The U.S. Department of Agriculture (USDA) has declared August as TREE CHECK MONTH for Asian Longhorned Beetle (ALB). August is the best time of year to check for adult beetles that have emerged from trees. Read the full news release here.
The USDA is asking the public to check their trees for the invasive wood-boring beetle that feeds on Maple, Willow, Birch, Buckeyes, Elm and Ash species. Trees eventually die as a result of the larval feeding. Adults chew out of the trees in summer leaving behind 3/4 inch exit holes that are an excellent diagnostic feature to look for when monitoring for ALB.
Now is the time where adults will be actively feeding on leaves and mating, making them easy to spot. They are large 1 to 1/5 inch long beetles with distinct white spots on a black body. They have blue feet and black and white striped long antenna.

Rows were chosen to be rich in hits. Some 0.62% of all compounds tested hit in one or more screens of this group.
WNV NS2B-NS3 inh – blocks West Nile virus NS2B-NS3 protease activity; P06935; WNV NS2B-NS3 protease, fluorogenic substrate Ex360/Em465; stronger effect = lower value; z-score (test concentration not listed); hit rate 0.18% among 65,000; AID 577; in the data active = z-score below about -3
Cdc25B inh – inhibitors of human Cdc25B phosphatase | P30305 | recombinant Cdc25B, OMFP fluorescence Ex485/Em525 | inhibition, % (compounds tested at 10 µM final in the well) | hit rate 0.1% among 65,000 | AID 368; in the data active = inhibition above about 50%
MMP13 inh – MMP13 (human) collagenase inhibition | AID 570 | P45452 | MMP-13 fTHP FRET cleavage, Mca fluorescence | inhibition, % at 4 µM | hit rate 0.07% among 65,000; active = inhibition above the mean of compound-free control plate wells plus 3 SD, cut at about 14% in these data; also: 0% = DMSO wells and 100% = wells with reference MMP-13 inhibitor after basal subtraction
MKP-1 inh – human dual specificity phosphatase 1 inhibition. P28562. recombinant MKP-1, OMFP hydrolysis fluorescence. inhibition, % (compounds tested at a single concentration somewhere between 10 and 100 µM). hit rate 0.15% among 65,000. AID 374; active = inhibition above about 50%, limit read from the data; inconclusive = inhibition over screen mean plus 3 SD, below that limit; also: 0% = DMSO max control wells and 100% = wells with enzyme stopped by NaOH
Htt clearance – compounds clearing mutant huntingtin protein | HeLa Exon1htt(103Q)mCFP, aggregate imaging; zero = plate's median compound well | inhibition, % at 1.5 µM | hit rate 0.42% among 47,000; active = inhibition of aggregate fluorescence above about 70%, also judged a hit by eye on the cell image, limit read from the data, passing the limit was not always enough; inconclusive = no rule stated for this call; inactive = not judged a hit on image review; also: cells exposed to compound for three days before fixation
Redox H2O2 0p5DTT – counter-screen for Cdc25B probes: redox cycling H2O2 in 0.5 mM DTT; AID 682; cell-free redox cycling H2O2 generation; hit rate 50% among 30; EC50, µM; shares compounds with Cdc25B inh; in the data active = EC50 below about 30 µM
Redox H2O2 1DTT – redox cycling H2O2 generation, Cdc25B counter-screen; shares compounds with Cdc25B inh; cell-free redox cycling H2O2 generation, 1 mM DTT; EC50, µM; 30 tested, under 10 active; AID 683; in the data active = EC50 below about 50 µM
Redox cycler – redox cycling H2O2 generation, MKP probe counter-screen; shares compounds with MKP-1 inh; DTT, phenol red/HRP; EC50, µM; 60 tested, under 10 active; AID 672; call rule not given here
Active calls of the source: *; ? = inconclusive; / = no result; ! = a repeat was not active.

You can always look for signs of their exit holes, chewed pits where they lay their eggs, and sawdust-like frass (bug poop) that is pushed out of the wound when feeding.
Help stop the spread of ALB. Don't move firewood and check for exit holes or other signs of boring.
REPORT IT!! If you suspect ALB, you can report it to the Ohio Department of Agriculture using their plant pest reporter site.
If you live in an area where ALB is active, follow state quarantine rules, do not move firewood, and inspect your vehicle for any signs of hitchhikers that could spread the pest outside its current zone.
Don't forget the other new invasive species on the Ohio radar include: